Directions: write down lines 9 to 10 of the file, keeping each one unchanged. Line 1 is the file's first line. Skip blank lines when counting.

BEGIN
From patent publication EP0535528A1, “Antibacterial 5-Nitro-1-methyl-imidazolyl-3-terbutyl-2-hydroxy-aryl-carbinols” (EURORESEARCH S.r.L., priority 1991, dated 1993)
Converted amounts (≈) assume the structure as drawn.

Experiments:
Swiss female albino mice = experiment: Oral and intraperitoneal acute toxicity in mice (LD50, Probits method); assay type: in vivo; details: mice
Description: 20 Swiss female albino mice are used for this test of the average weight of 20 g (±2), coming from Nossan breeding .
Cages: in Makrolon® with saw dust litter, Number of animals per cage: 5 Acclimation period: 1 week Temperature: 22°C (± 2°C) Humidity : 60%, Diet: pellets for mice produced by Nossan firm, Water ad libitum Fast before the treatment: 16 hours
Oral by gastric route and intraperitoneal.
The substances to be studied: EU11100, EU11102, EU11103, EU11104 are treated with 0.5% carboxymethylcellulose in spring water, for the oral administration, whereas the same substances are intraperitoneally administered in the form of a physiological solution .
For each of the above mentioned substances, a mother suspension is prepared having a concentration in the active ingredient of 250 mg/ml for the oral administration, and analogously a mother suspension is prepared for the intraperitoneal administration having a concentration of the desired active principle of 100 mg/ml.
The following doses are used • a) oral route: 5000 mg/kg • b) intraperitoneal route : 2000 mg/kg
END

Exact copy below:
For each of the above mentioned substances, a mother suspension is prepared having a concentration in the active ingredient of 250 mg/ml for the oral administration, and analogously a mother suspension is prepared for the intraperitoneal administration having a concentration of the desired active principle of 100 mg/ml.
The following doses are used • a) oral route: 5000 mg/kg • b) intraperitoneal route : 2000 mg/kg